Behind the scenes, Ohio State's student managers persevere to keep men's basketball season rolling
The “dressed and ready” alert text is sent out as it always has been.
Whenever the Ohio State men’s basketball team is supposed to practice, the managers have a set time they are expected to be on the court at Value City Arena to make sure everything is ready to go, which is communicated through a daily text message from a program staffer.
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That much hasn’t changed. The same goes for duties whenever the Buckeyes get their day underway.
In fact, the daily grind of practice has represented the biggest semblance of normalcy for the Ohio State manager crew, which continues to chug along and make the program run while coping with all of the changes that the coronavirus pandemic has thrown at it.
“Once practice starts, it’s a pretty normal year as far as practice goes, besides the masks and distancing,” said fourth-year senior manager Mike Mastroianni, who summed up the managers’ role this way: “Making sure we’re ready for the next drill, making sure things run smoothly for the staff and our players.”
Most everything else, however, has changed for the unsung heroes of the program. The hoops that need jumped through and obstacles that must be navigated just to get on the court for practice are a lot to ask of players whose highlights can end up on “SportsCenter,” much less the guys who mop up their sweat when the cameras are off.
While some programs have opted to make do without managers this season in order to cut down on potential infections on the roster, Ohio State coach Chris Holtmann decided early on that the risk of having a contingent of 15 managers far outweighed any possible negative outcomes.
“I wouldn’t trade them for anyone,” he said. “They are absolutely vital to the success of our day-to-day operations and overall program success. In a year like this with the pandemic, we have needed them and appreciated them more than ever.”
Ohio State has 30 slots for its Tier 1 individuals inside its daily testing protocols, a figure that includes players, coaches and anyone who has physical contact with the players.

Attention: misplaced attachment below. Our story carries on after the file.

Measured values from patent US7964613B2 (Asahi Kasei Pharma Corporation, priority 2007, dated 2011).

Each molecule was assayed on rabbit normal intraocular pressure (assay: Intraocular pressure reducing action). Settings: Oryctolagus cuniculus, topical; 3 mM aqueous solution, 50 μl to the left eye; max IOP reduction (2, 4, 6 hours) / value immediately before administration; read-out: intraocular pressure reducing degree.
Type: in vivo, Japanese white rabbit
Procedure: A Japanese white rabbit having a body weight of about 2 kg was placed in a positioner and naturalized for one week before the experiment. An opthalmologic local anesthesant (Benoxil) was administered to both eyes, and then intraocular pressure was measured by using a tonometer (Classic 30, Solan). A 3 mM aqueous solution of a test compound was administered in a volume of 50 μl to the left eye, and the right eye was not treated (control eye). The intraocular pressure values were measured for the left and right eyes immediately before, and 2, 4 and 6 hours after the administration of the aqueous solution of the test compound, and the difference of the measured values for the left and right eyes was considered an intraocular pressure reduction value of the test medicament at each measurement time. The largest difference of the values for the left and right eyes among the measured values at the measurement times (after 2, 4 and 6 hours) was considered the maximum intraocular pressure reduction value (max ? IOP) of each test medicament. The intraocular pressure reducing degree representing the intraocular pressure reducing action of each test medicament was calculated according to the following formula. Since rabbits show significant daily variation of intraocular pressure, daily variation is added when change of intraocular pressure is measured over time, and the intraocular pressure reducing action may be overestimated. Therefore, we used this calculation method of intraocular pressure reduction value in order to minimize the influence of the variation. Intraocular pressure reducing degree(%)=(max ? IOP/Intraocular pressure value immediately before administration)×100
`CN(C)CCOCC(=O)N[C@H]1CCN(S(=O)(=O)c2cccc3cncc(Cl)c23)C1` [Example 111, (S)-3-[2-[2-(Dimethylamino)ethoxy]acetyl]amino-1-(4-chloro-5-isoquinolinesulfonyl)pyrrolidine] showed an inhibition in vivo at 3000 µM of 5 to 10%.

Of those 30, between three to five managers are included, and the number can vary because individuals who test positive and complete their quarantine process are free from testing for 90 days. Multiple managers have tested positive throughout this season, taking them out of the daily testing protocols and allowing someone else to take their place.
Those who aren’t being tested daily are categorized as Tier 2. They are tested the day before and the day of games and are given jobs such as controlling the game clock, wiping the floors or doing work in the video room during practices. On gamedays, they are instructed to arrive as close as five or 10 minutes before tip and depart shortly after “Carmen Ohio” is played.
Social distancing measures and mask-wearing are mandatory at all times, regardless of tiers, the primary goal being to ensure that a positive test for a manager wouldn’t result in players being sidelined due to contact tracing.
“Some have been in quarantine multiple times, so they’ve missed a lot and that’s very hard, but they understand we’ve got to keep this team safe and keep playing,” said Dave Egelhoff, the team’s director of basketball operations. “All of these managers, each of them does not want to be a guy who counts towards possibly shutting the team down.”
Unlike in previous years, a full complement of managers isn’t expected every day at practice. Egelhoff said the managers have been hyper-vigilant about self-policing and reporting any potential interactions that could result in a positive test or contact trace, even to the point that the medical staff has allowed continued participation because the perceived contact has been so minimal.
“Every move that you make outside of being at basketball and being at the Schott with the team, you kind of have to think twice about,” said Mastroianni, from McKees Rocks, Pennsylvania. “It’s definitely something that early in the year it was on a lot of our minds, but as we’ve gone on, it’s kind of become a new normal and part of our regular life now.”
After doing this for three years already, Mastroianni said he can’t imagine college without his role as a manager. He feels for the freshmen this year who won’t get the full experience, the times spent hanging out in the locker room or playing against each other after practice. The traditional games against managers from opposing schools have been canceled this season.
“Obviously it’s looked a lot different and we may not be able to do the things we’ve always done away from basketball together, but I don’t think that takes away from how close this group is,” Mastroianni said. “Then this year, we really understood and kind of owned that it’s not necessary for all of us to be here. We, more than anyone else, want this season to go on and want our guys to be able to play.”
With less than three weeks until Selection Sunday, so far, so good.